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Newsline - November 5, 1998


First Deputy Prime Minister Yurii Maslyukov told reporters on 4 November that debt payments of $3.5 billion due this year and of $17.5 billion due in 1999 are "too much" for Russia's weakened economy. The government can either draft an emergency budget that would "bleed all spheres of the economy white" or agree with lenders on restructuring the debt. Maslyukov promised that the government's 1999 budget will be an austere one with only a 3 percent deficit. Last month, State Duma Budget Committee Chairman Aleksandr Zhukov warned that "debt restructuring talks must be held" because there is little chance that next year's budget could cover the $17.5 billion debt. JAC


Also on 4 November, the government sent its draft "Law on Initial Measures in the Budget and Tax Policy Sphere" to the Duma. According to Zhukov, the bill requires the printing of 35 billion-40 billion rubles ($2.3 billion), Interfax reported. Maslyukov said that monetary emission should not exceed 15 billion rubles in 1998 and 30-35 billion rubles in 1999. Zhukov said that although the budget deficit in 1999 will stay within the targeted 3 percent, "it will total 100 billion rubles at the very least." He concluded that the bill is likely to pass even though it calls for "inflationary financing" because "there are no other sources of financing." Meanwhile, a "senior U.S. official" told Reuters that Deputy Secretary of State Strobe Talbott will deliver a negative assessment of the Primakov government's economic program in a public speech on 5 November. The economic program "doesn't make sense, the numbers don't add up," the official said. JAC


The government has established a starting price of $651 million for a 2.5 percent stake in Gazprom. Interfax reported on 4 November that bidding is expected to begin at the end of the week and close before 25 December. The buyer will have to hold on to the shares for five years. In August, the government had set the price of a 5 percent stake at 10.3 billion rubles, which at the time was the equivalent of $1.65 billion. JAC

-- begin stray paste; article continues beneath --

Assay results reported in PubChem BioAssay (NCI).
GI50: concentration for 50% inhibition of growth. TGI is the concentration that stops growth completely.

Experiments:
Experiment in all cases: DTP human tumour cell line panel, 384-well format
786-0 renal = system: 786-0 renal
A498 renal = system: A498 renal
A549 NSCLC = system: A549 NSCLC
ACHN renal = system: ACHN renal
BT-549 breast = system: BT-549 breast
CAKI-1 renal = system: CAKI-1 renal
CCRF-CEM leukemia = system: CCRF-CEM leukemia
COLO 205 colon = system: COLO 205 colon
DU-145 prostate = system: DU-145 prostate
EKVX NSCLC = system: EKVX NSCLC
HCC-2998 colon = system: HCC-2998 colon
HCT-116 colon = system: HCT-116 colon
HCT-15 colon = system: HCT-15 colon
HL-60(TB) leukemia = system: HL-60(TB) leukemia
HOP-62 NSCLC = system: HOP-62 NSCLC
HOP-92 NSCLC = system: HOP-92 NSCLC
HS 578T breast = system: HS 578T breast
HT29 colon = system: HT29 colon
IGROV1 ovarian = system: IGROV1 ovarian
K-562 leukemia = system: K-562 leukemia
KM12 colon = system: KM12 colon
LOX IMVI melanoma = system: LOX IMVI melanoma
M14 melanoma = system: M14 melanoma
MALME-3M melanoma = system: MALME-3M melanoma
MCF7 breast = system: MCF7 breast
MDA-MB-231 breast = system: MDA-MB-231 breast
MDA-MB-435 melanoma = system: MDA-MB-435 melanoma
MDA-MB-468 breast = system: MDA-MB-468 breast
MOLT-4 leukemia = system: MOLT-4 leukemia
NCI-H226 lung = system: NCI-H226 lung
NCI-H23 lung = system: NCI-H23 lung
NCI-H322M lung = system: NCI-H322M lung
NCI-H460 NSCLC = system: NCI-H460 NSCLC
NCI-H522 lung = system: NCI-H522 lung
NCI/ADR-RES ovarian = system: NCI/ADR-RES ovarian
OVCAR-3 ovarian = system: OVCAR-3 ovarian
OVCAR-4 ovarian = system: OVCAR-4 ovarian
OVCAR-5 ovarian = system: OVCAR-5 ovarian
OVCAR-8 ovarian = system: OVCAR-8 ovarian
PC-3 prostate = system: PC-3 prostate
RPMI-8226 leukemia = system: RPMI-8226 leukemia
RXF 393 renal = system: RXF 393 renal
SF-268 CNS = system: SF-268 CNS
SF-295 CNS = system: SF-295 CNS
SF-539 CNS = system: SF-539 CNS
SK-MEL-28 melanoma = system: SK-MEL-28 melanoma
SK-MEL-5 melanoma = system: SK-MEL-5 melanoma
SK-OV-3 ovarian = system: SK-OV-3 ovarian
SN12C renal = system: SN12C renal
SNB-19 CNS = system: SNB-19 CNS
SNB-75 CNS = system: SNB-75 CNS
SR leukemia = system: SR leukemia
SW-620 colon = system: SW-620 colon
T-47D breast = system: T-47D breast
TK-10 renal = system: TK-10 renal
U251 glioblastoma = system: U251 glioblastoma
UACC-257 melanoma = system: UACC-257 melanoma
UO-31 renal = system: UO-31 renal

The Constitutional Court announced on 5 November that President Boris Yeltsin is ineligible to run again for president. The Court ruled that since Yeltsin has been elected twice, a third try would violate the constitution. In recent months Yeltsin has repeatedly stated that he will not seek reelection. The court ruling means he will now be unable to change his mind. JAC


A car carrying a homemade bomb exploded in Red Square on 4 November, injuring three people. Interfax reported that the driver of the car was Ivan Orlov, a journalist for an anti-Semitic magazine published by the Russian National Liberation Movement. The car, a Moskvich, stopped meters away from a heavy wooden gate barring the entrance to the Kremlin. ITAR-TASS reported that after examining Orlov, a psychiatrist had issued a preliminary diagnosis of schizophrenia. Liberal Democratic Party of Russia leader Vladimir Zhirinovsky said that Orlov had been expelled from his party for "extremism." JAC


The Duma rejected two bills that would have extended product sharing agreements to 10 oil projects and might have injected some much needed foreign direct investment into the oil sector. The vote effectively puts projects in areas such as Komi, Udmurtia, Tomsk, and Yamal Nenetsk on hold. Some of those projects have already been at a standstill for several years. JAC


Interior Minister Sergei Stepashin revealed that some of the cases of alleged corruption mentioned in a letter sent by Yabloko deputies to Prime Minister Primakov are already under investigation, Duma Deputy and Yabloko faction member Sergei Ivanenko told Interfax on 4 November. Ivanenko added that First Deputy Prime Minister Maslyukov is not being investigated "directly or indirectly." The previous day, Stepashin told reporters that Yabloko's charges were a publicity effort by its leader, Grigorii Yavlinskii. "Kommersant-Daily" noted that the "charges" against Maslyukov, First Deputy Prime Minister Vadim Gustov, and Deputy Prime Minister Gennadii Kulik focus on activities from 1990 to 1998. The daily also quoted Yavlinskii as saying he did not bring his charges to the attention of former Prime Minister Viktor Chernomyrdin because "it would have been futile." JAC